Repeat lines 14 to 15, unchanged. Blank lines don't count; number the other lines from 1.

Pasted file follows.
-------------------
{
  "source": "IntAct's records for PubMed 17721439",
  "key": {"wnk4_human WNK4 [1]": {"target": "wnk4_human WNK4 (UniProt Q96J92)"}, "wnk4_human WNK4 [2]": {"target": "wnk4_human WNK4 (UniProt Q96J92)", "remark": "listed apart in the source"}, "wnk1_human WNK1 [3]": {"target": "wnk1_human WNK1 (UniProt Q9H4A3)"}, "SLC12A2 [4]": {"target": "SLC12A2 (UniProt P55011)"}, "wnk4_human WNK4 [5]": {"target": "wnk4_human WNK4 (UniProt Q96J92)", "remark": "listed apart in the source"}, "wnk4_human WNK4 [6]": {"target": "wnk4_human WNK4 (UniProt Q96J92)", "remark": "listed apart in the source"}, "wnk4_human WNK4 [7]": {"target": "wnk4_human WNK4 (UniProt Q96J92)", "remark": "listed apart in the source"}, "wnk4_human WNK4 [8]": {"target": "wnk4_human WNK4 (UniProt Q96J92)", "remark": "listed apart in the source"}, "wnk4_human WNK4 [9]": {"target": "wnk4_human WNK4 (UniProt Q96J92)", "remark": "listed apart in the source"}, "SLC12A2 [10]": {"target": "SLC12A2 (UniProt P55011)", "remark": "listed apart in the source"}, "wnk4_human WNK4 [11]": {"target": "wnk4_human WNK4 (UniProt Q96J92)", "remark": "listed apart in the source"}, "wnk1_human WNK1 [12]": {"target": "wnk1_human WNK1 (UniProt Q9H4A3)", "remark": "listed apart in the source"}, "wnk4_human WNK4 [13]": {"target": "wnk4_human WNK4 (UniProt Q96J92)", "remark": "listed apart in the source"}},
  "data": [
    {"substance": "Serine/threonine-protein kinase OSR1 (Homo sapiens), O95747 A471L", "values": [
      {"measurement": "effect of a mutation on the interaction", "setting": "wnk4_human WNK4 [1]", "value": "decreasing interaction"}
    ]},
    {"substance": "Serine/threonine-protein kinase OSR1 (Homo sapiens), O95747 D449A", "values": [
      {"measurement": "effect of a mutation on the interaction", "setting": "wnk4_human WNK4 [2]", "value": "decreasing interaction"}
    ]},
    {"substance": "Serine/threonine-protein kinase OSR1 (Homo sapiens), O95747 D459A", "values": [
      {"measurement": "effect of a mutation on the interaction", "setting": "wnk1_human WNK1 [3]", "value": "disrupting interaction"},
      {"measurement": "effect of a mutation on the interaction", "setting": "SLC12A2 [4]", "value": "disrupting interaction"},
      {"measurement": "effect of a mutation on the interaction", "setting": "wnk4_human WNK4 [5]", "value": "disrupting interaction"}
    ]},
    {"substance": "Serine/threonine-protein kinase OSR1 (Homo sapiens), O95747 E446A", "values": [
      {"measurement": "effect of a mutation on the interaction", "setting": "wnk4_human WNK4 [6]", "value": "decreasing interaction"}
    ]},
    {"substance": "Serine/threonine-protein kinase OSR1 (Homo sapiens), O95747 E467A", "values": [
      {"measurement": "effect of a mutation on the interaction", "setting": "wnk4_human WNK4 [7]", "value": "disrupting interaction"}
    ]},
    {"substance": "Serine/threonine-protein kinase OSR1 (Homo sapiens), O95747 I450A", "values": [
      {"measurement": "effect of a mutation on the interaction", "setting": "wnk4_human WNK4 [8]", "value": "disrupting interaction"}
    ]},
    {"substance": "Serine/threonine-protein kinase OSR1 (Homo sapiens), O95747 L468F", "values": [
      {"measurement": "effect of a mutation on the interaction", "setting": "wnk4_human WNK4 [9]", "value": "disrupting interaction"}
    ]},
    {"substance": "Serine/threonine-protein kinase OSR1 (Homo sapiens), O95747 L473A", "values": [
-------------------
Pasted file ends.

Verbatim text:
      {"measurement": "effect of a mutation on the interaction", "setting": "wnk4_human WNK4 [5]", "value": "disrupting interaction"}
    ]},